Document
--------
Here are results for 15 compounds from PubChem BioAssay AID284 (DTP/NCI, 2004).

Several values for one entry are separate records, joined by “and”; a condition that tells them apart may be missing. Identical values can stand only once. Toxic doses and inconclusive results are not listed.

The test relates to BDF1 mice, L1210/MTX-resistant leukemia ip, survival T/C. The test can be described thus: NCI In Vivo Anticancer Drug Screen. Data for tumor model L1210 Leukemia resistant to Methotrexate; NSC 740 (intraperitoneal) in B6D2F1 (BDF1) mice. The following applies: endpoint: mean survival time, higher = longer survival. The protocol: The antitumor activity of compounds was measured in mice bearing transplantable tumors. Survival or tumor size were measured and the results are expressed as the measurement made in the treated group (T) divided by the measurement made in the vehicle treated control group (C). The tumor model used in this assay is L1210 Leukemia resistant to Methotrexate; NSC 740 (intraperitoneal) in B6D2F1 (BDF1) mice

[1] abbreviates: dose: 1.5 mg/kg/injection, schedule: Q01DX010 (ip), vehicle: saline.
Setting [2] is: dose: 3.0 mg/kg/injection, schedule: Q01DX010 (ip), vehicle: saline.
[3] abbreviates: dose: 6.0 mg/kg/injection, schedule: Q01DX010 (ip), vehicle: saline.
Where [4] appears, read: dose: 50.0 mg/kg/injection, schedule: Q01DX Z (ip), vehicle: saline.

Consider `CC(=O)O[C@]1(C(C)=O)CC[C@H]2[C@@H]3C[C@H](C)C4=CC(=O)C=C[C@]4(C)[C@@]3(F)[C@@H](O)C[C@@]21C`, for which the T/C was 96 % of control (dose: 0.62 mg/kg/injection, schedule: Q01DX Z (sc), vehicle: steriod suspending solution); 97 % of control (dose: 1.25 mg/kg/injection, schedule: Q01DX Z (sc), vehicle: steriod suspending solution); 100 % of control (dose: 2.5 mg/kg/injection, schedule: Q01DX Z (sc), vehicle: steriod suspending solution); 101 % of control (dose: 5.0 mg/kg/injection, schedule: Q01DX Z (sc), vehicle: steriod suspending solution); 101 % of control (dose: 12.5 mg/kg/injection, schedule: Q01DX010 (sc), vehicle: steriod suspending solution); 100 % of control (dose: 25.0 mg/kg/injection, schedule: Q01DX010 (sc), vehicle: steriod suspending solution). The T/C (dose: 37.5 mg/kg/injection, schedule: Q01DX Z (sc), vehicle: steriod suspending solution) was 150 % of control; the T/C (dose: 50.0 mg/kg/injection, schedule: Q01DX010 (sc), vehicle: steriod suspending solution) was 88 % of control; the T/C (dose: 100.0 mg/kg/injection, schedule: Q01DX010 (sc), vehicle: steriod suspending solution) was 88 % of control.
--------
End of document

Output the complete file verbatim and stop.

Here are results for 15 compounds from PubChem BioAssay AID284 (DTP/NCI, 2004).

Several values for one entry are separate records, joined by “and”; a condition that tells them apart may be missing. Identical values can stand only once. Toxic doses and inconclusive results are not listed.

The test relates to BDF1 mice, L1210/MTX-resistant leukemia ip, survival T/C. The test can be described thus: NCI In Vivo Anticancer Drug Screen. Data for tumor model L1210 Leukemia resistant to Methotrexate; NSC 740 (intraperitoneal) in B6D2F1 (BDF1) mice. The following applies: endpoint: mean survival time, higher = longer survival. The protocol: The antitumor activity of compounds was measured in mice bearing transplantable tumors. Survival or tumor size were measured and the results are expressed as the measurement made in the treated group (T) divided by the measurement made in the vehicle treated control group (C). The tumor model used in this assay is L1210 Leukemia resistant to Methotrexate; NSC 740 (intraperitoneal) in B6D2F1 (BDF1) mice

[1] abbreviates: dose: 1.5 mg/kg/injection, schedule: Q01DX010 (ip), vehicle: saline.
Setting [2] is: dose: 3.0 mg/kg/injection, schedule: Q01DX010 (ip), vehicle: saline.
[3] abbreviates: dose: 6.0 mg/kg/injection, schedule: Q01DX010 (ip), vehicle: saline.
Where [4] appears, read: dose: 50.0 mg/kg/injection, schedule: Q01DX Z (ip), vehicle: saline.

Consider `CC(=O)O[C@]1(C(C)=O)CC[C@H]2[C@@H]3C[C@H](C)C4=CC(=O)C=C[C@]4(C)[C@@]3(F)[C@@H](O)C[C@@]21C`, for which the T/C was 96 % of control (dose: 0.62 mg/kg/injection, schedule: Q01DX Z (sc), vehicle: steriod suspending solution); 97 % of control (dose: 1.25 mg/kg/injection, schedule: Q01DX Z (sc), vehicle: steriod suspending solution); 100 % of control (dose: 2.5 mg/kg/injection, schedule: Q01DX Z (sc), vehicle: steriod suspending solution); 101 % of control (dose: 5.0 mg/kg/injection, schedule: Q01DX Z (sc), vehicle: steriod suspending solution); 101 % of control (dose: 12.5 mg/kg/injection, schedule: Q01DX010 (sc), vehicle: steriod suspending solution); 100 % of control (dose: 25.0 mg/kg/injection, schedule: Q01DX010 (sc), vehicle: steriod suspending solution). The T/C (dose: 37.5 mg/kg/injection, schedule: Q01DX Z (sc), vehicle: steriod suspending solution) was 150 % of control; the T/C (dose: 50.0 mg/kg/injection, schedule: Q01DX010 (sc), vehicle: steriod suspending solution) was 88 % of control; the T/C (dose: 100.0 mg/kg/injection, schedule: Q01DX010 (sc), vehicle: steriod suspending solution) was 88 % of control.